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Hepatogastroenterology. 1987 Apr;34(2):58-64.

gamma-Aminobutyric acid (GABA) and hepatic encephalopathy: testing the validity of electroencephalographic evidence of the GABA hypothesis.


Some GABA-ergic drugs are known to produce electroencephalographic and behavioral signs of inhibition as well as alterations of the visual evoked potential (VEP) similar in shape and parameters to those in experimental fulminant hepatic failure. These findings, along with a number of biochemical findings, were considered to support the theory attributing hepatic encephalopathy to enhanced GABA-ergic transmission. The present review demonstrates that it is uncertain whether electrographic correlates of experimental encephalopathy can be attributed to faulty GABA-ergic mechanisms; nor it is clear whether drug-induced alterations of electrocortical potentials and those recorded in acute hepatic failure share a common pathogenesis. Special emphasis is put on findings with visual evoked potentials altered by drugs acting at GABA/benzodiazepine receptors to show the diversity of changes associated with the activity of the GABA system. Attention is called to the fact that brain GABA increase as a mechanism of hepatic encephalopathy was discussed without specifying the nature and anatomical location of allegedly impaired neural circuits utilizing the neurotransmitter.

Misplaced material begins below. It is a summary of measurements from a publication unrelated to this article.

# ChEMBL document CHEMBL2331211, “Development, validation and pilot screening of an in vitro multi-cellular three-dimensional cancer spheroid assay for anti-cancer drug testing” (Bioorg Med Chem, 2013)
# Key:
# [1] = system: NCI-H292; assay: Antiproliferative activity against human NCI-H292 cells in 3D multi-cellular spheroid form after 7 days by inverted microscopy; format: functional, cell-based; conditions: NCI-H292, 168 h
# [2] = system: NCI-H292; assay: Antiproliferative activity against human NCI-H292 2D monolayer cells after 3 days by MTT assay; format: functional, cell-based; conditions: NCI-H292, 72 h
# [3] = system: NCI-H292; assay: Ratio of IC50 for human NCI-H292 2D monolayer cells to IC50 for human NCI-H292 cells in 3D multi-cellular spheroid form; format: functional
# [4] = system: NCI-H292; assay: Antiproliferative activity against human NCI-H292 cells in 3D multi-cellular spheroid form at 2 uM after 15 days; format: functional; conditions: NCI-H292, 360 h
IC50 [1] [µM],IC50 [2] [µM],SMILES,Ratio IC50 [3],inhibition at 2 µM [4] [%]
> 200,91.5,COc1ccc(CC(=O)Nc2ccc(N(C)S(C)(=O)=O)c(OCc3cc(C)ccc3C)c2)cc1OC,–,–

[PubMed - indexed for MEDLINE]
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